After November's 1.5% cut, 92% of savings providers slashed their rates by the same amount or more according to data provider Moneyfacts. A similar response is expected in rates are cut again in December.
On the plus side, savers should remember that lower interest rates are designed to help the UK weather the recession.
In the current climate, many savers are opting for security and ease of access over rate. This is a tough trade-off, and it will depend on your own circumstances and confidence in British banks whether you go for fixed-rate (where any access could see penalised) or variable rate.
Generally speaking, lower interest rates should be good news for mortgage borrowers. People with tracker mortgages, where the interest rate literally tracks Bank of England base rate, should see their monthly repayments reduce each time the rate is cut.
However, borrowers on a standard variable rate mortgage (SVR) might not be so lucky. Although SVRs should also rise and fall in line with the base rate, lenders do not have to pass on the benefits of lower rates – and many have recently indicated they are less than willing to do so.
Following October’s 0.5% cut, only around 25% - 30% of lenders reduced their SVRs, with some passing on smaller reductions and the remainder not cutting rates at all. Following an outcry, several of the top lenders were quick to pass on November's cut in full, but 75% still failed to reduce their SVRs in line with the base rate cut. And there is no guarantee they will pass on any cut seen in December.
Lenders say they can't keep cutting rates as the cost of inter-bank borrowing remains high.
But Peter Vicary-Smith, chief executive of Which?, says: “Banks have been having their cake and eating it for too long. The Industry claim that their hands have been tied when it comes to passing on rates to SVR mortgage customers because they borrow at the Libor rate rather than the base rate.
"However, since the 5 November, Libor rates have fallen by significantly more than the base rate*. So, what are they waiting for? Banks have been benefiting from this Libor cut and to date, none of them has passed on the full cut.”
Bank not passing on base rate cuts to SVR is bad news for many borrowers. Pre-credit crunch, the advice to homeowners was never to sit on an SVR but instead remortgage to another fixed or tracker deal with the same lender or elsewhere.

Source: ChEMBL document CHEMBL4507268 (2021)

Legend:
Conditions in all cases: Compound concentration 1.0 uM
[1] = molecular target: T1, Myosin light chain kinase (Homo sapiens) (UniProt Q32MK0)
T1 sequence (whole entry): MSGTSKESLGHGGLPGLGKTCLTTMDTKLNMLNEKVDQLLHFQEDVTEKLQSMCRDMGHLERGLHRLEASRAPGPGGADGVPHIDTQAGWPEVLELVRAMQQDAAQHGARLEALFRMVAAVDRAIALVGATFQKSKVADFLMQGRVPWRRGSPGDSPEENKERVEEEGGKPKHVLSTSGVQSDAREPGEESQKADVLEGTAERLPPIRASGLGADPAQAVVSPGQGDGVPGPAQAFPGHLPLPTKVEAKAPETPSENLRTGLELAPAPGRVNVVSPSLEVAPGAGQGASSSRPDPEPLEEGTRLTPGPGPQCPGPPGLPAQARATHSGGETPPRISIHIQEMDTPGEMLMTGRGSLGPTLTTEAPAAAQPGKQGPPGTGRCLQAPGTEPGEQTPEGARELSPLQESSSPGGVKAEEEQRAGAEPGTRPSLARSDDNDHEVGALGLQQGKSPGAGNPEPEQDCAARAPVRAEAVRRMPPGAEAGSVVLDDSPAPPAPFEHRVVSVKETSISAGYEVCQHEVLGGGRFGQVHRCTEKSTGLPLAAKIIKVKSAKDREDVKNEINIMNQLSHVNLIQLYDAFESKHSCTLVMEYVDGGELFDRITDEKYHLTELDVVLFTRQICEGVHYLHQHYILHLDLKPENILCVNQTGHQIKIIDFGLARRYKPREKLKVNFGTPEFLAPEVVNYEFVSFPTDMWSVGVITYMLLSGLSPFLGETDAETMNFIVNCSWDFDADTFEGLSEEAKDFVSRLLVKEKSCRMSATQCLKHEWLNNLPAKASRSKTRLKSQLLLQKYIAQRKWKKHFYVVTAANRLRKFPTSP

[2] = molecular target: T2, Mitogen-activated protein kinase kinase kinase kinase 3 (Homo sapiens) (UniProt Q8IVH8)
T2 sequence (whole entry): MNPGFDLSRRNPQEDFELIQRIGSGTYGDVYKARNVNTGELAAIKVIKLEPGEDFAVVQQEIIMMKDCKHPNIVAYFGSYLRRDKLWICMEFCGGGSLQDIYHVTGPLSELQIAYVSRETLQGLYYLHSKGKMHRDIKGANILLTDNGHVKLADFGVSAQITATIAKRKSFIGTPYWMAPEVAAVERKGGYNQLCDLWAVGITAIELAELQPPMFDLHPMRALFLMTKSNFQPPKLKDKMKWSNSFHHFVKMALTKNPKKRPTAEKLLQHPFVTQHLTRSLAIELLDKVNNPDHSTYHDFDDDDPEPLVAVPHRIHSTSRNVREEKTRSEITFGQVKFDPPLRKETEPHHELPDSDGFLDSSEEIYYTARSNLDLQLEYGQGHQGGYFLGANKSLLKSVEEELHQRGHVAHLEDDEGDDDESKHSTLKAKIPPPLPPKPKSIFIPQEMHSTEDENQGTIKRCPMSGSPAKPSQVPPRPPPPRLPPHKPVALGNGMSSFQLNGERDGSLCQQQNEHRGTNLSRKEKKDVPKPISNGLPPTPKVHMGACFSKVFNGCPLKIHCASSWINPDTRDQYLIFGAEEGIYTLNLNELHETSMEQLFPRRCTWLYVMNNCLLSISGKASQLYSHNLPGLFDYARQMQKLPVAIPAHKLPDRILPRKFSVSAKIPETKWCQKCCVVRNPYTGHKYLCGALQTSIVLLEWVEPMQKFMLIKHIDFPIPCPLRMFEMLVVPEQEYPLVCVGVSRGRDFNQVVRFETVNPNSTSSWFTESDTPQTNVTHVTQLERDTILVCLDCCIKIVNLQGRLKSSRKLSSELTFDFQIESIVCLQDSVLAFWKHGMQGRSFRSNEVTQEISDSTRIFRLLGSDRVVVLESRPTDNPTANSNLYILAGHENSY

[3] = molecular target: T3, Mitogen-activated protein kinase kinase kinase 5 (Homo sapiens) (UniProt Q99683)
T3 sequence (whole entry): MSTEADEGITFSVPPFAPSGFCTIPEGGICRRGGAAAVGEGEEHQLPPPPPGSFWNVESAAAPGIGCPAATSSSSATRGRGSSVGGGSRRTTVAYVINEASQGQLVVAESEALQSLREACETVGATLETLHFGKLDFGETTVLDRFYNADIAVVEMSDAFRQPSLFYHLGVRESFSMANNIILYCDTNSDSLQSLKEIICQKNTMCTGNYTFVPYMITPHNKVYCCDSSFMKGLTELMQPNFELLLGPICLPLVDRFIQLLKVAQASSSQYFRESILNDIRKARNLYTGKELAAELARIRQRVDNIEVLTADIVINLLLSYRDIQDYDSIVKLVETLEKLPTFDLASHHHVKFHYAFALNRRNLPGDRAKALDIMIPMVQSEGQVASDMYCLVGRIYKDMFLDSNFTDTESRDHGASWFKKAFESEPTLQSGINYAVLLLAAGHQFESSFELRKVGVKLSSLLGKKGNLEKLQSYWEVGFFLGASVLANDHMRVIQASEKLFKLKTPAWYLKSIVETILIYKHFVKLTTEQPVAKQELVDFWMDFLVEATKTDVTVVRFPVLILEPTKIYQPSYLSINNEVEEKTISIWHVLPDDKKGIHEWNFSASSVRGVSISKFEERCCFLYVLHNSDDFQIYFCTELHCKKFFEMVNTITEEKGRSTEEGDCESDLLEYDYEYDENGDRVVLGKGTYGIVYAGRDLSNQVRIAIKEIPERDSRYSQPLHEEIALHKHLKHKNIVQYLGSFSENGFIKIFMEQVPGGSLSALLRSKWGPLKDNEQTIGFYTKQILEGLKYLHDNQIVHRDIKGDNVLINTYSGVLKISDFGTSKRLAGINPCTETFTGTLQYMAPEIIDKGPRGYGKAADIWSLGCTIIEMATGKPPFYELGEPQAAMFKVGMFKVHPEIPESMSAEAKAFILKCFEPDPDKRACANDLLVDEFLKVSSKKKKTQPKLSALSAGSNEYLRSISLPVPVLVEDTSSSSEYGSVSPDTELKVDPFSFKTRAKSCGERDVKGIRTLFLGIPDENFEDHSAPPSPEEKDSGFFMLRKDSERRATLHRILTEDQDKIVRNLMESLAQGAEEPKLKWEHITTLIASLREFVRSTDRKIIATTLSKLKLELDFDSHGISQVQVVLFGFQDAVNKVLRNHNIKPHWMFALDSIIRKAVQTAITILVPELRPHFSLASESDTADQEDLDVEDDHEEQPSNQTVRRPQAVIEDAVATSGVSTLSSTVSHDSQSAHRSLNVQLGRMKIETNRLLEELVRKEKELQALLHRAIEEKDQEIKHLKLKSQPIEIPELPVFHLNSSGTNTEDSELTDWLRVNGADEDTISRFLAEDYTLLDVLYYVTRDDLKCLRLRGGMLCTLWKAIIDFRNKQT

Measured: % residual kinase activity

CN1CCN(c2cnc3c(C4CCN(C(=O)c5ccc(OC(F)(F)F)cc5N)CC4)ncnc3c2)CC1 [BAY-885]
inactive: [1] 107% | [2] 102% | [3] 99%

However, the current climate means that increasing numbers of people have now been forced to remain on their lenders’ SVR, either because they are in negative equity as a result of house price falls or because their credit record makes them sub-prime and, therefore, higher risk in the eyes of banks.
There is another concern for borrowers with tracker mortgages. Lenders such as HBOS, Nationwide, Abbey and HSBC all impose minimum tracker rates, which means borrowers' rates will either never go below a certain level (normally 3%) or the bank will stop reducing the rate if the Bank of England's base rate falls below a certain level (again, normally 3%)
Ray Boulger, senior technical manager at John Charcol, explains: "Minimum tracker levels have only just emerged as an issue because previously the base rate wasn't expected to fall as low as economists now expect. However, banks that have these limits will stop passing on the benefit of lower interest rates at a certain point, which is bad news for many tracker borrowers."
And if you are a Halifax borrower, then a clause in its terms and conditions could pose even more problems for you down the line.
Halifax reserves the right not to pass on base rate falls below a certain level – 3% in its case. However, it is unique in the fact that it reserves the right to revert to the normal technique of pricing trackers - and therefore increase the rate borrowers pay.
For example, if a tracker mortgage borrower pays Bank of England base rate plus 1%, and the base rate is 3%, then their pay rate will be 4%. If the base rate falls to 2% then Halifax does not have to pass on this 100 basis point saving, meaning the borrower continues to pay 4%.
If the base rate then rises back to 3%, Halifax reserves the right to increase the pay rate by a full percentage point – meaning the borrower’s pay rate is now 5%.